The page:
Symantec: Blue Coat Special

| About: Symantec Corporation (SYMC)
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Symantec buys Blue Coat to allocate cash towards an accretive business.

The company ended last quarter with $6 billion of cash due to the Veritas sale.

The deal doesn't appear to provide the growth essential to moving the needle for higher stock valuations.

Symantec (NASDAQ:SYMC) ended up over 5% on news of a transformative deal to purchase Blue Coat (Private:BLCT) for $4.65 billion in cash. The deal is highly accretive to earnings due to striping out costs, but the question remains whether the move will invigorate growth that will push the stock out of several years of doldrums.

Source: Symantec website

The purchase helps Symantec move into a leadership position in cloud security with enterprises, but the revenue base is still over 80% focused on legacy revenues that includes consumer revenues. The deal highlights the biggest concern that the business from Symantec is even weaker than the forecast for the slightly negative revenue growth this year.

The deal is highly accretive primarily from the better allocation of the cash now sitting on the balance sheet after collecting the proceeds from the Veritas sale. Symantec ended the March quarter with nearly $6.0 billion in cash sitting around on the balance sheet of a stock worth now slightly above $11.2 billion.

The deal involves the issuance of $2.8 billion in new debt and paying the remaining balance of $1.85 billion from cash on the balance sheet. Along with spending another $1.3 billion on capital return programs for FY17, the cash balance will drop below $3.0 billion. The new debt places the long-term debt position at roughly $5.0 billion for a net debt position after closing the purchase of Blue Coat.

The valuation potential ultimately comes down to a connection of the new FY18 EPS guidance and the ability to grow the business. The new Symantec guided toward an EPS of $1.70 to $1.80 for the first fiscal year after closing the deal. The new number is far above the current expectations of $1.39 for the stand alone Symantec.

The prime reason for the large EPS increase is the striping out of $150 million in expenses from a Blue Coat business that had $163 million in operating income for the last fiscal year ended in April.

Combining those cost reductions with the $400 million cost reductions ongoing at Symantec and the profit story improves dramatically. On top of that, the reduction in the share count to 558 million shares to end FY17 next March provides an extra boost. The combined cost reductions of $550 million alone add an incredible $1 to EPS estimates. The addition of nearly $3 billion in debt pairs back the total benefit.

One quick earnings boost will come from debt reduction. Symantec pays $19 million per quarter in interest now and the higher debt will easily place that number closer to $50 million. The company could quickly add anywhere from $0.10 to $0.20 to the EPS total by paying down the debt via free cash flows over the next couple of years.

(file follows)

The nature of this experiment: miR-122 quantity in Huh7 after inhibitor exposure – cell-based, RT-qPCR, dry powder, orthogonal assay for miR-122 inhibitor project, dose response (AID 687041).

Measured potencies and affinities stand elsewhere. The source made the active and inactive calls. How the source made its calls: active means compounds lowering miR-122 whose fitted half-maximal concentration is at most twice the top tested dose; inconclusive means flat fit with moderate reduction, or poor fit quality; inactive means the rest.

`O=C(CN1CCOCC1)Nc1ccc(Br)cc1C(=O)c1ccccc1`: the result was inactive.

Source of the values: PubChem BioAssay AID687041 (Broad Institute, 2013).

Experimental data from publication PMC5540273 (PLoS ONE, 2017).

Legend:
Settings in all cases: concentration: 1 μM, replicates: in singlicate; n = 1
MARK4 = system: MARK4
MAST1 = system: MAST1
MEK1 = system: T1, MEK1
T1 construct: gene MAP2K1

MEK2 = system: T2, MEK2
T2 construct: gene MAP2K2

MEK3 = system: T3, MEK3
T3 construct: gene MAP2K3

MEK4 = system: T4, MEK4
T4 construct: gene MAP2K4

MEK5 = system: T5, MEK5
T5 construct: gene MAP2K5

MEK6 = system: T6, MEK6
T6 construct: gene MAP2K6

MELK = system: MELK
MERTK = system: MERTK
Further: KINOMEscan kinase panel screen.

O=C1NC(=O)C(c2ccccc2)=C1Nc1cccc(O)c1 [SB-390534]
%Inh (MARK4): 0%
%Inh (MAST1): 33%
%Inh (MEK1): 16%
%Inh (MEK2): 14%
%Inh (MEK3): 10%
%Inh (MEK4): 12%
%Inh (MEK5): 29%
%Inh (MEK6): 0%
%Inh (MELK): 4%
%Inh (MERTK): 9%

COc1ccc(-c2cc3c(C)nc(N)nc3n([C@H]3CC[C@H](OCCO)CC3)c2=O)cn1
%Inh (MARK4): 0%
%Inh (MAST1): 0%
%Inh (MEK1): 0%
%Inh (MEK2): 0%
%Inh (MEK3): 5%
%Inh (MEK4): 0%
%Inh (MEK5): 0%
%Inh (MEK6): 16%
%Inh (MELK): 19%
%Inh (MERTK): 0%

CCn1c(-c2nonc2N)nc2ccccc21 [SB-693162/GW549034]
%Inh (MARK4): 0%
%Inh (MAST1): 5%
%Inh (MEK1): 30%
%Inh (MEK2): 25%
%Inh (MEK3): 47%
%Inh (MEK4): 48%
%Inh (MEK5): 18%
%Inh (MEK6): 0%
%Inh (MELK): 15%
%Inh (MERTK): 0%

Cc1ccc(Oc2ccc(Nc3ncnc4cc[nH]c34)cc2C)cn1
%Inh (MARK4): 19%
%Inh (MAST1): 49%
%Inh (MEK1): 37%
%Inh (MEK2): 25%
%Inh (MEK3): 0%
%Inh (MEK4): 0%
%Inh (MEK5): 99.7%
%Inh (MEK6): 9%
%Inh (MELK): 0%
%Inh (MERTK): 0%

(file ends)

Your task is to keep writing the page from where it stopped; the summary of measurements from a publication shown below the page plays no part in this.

The market though is littered with tech stocks trading at roughly 10x forward EPS estimates due to limited revenue growth. Closing above $18 places Symantec at that forward P/E multiple. Apple (NASDAQ:AAPL), Qualcomm (NASDAQ:QCOM) and NetApp (NASDAQ:NTAP) all trade within the range of Symantec.

Now if the company can garner revenue growth closer to 10% and grow earnings at a faster clip, the market has shown a willingness to value a slow growing software company at higher valuations. One prime example is Intuit (NASDAQ:INTU) that trades at over 24x forward EPS estimates.

For Symantec to thrive it has to figure out how to turn the 80% legacy business that is in decline into a growth business. If the Blue Coast division grows revenues by a similar 17% in the current FY to revenues of $883 million, the combined business will grow in the range of 2%. The market isn't likely to reward the stock with a much higher P/E multiple with that growth rate.

The key investor takeaway is that Symantec probably only has upside to the low $20s unless the company can convince the market that revenue growth opportunities exist. Even this target assumes the company can increase EPS numbers by reducing debt and the interest expense levels over the next couple of years.

Opportunity exists for significant upside, but no signs exist that Blue Coat will actually transform the company into a new growth phase.

Disclosure: I/we have no positions in any stocks mentioned, and no plans to initiate any positions within the next 72 hours.

I wrote this article myself, and it expresses my own opinions. I am not receiving compensation for it (other than from Seeking Alpha). I have no business relationship with any company whose stock is mentioned in this article.

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